Camp J, Tucson relatives give French teen taste of American summer

Avi Szychter rallies campers during the Camp J Maccabiah games in July. (Julie Zorn/TJCC)
Avi Szychter rallies campers during the Camp J Maccabiah games in July. (Julie Zorn/TJCC)

Sitting in the Tucson Jewish Community Center, surrounded by Jewish children and adolescents, French teenager Avi Szychter feels right at home. For the 18-year-old, spending the summer in the Camp J Bonim Leaders-in-Training program has been the perfect opportunity to escape the growing anti-Semitism in France and relax before taking classes to prepare for engineering school when he returns to his hometown of Fontenay-aux-Roses, five miles outside of Paris. “Coming to Tucson was an easy choice. I can stay with my aunt and uncle [Renee and Jacques Sebag], so I don’t have to pay for food or a place to stay,” says Szychter.

Relating to other campers in Tucson came easily, he says. “I spent the last six years going to Jewish Scout camp in France. It’s really not that different, except that the people I’ve met here are so much nicer. The guys I’ve become friends with are really great guys and we have lots of fun,” says Szychter.

Growing up, Szychter had few Jewish friends in school. On a few occasions, classmates made anti-Semitic comments, although only once was he specifically targeted. “The children didn’t know they were being anti-Semitic, since it is what they heard at home from their parents,” he explains, “but that doesn’t make it okay, either.”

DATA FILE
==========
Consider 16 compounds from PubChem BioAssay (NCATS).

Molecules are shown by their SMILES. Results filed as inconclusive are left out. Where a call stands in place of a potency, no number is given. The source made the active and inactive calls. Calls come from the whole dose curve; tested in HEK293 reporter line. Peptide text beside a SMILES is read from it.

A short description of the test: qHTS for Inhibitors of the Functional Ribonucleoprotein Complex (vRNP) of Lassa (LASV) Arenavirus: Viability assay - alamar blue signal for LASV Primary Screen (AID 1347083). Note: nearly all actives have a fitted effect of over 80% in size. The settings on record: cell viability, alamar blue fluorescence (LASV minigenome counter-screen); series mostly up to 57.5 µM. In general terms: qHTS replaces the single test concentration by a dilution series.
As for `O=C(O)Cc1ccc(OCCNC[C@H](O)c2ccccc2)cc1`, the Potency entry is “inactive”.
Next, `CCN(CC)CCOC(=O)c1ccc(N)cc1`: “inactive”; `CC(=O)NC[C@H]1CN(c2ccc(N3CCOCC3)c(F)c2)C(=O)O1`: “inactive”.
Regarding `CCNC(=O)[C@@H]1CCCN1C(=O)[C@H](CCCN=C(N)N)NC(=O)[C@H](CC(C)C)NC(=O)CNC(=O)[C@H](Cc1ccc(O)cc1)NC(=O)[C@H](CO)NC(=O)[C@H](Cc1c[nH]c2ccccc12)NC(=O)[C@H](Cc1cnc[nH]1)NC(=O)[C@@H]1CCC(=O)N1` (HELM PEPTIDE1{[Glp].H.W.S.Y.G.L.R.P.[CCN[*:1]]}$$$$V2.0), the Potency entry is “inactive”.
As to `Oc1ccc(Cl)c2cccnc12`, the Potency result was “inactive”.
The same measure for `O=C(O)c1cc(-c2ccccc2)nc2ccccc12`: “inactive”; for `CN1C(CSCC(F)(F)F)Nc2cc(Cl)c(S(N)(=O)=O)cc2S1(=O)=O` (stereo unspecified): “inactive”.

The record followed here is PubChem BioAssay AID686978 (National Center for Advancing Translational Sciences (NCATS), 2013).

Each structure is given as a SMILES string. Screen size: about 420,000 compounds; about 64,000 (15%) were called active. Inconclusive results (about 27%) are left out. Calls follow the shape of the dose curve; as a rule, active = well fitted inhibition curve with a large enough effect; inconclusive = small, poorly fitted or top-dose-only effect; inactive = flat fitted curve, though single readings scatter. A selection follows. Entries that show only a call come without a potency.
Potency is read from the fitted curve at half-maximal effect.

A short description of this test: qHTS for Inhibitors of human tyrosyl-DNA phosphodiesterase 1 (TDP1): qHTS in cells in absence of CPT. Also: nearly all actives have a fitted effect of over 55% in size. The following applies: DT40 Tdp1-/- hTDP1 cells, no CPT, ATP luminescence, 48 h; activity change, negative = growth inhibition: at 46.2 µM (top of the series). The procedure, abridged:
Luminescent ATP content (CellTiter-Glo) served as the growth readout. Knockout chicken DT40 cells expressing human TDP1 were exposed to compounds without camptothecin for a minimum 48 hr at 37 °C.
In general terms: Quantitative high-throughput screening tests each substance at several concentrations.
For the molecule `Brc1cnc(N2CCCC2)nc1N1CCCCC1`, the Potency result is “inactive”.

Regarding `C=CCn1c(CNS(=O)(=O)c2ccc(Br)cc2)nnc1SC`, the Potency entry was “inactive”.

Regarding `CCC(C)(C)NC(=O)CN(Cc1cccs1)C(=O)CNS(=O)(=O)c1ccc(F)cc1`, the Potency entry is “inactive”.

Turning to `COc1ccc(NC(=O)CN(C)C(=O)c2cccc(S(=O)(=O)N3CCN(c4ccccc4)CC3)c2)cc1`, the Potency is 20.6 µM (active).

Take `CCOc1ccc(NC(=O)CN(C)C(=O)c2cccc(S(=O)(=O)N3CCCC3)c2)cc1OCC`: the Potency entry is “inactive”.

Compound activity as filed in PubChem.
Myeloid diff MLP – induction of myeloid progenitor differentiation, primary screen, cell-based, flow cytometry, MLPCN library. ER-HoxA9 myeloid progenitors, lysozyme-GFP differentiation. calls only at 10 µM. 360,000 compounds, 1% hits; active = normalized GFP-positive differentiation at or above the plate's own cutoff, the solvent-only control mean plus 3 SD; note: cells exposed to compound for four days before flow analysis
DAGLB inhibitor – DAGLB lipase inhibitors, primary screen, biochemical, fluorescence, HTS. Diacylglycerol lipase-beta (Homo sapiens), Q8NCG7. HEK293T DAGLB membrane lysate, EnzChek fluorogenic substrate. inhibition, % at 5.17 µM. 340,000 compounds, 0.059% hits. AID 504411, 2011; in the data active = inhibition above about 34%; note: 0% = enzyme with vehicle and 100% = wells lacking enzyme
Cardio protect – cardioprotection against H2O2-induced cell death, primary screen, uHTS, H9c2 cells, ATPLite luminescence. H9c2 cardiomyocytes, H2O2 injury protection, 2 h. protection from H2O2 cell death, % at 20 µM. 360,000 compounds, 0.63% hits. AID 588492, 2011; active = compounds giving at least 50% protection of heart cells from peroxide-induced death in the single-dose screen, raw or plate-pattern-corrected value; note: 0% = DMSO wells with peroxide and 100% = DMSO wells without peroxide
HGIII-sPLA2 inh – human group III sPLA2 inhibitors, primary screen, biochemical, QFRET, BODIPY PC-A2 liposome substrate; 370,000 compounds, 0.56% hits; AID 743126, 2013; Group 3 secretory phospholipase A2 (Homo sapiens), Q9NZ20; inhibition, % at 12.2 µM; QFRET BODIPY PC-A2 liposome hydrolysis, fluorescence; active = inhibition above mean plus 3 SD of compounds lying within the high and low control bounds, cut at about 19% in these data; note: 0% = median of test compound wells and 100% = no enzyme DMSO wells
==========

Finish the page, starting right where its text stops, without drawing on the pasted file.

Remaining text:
While Szychter is not afraid of France’s rising anti-Semitism, he does think it will lead to political fallout. “Personally, I think there will be a civil war in France in the next three years. I know it’s not a popular theory, but it’s what I think.”

He believes that the current conflict in Israel will only exacerbate the anti-Semitism in France. “Being anti-Israel is the same as being anti-Semitic in many ways,” he says. “Israel is the Jewish state, and it is very hard to separate Israel and Jewishness.”

As Szychter returns to Fontenay-aux-Roses, he looks forward to the ease of transportation that living near Paris affords. “Everything is so spread out in Tucson. You have to drive everywhere,” says Szychter. “At home, I can get on the subway and go to bars or go to the movies or bowling.”

There is one thing Szychter wasn’t able to accomplish while in Tucson. “I really wanted to go to a University of Arizona basketball game,” he says, “but I guess it is the wrong time of year for that.”

Laura Wilson Etter is a freelance journalist, grant writer and artist in Tucson.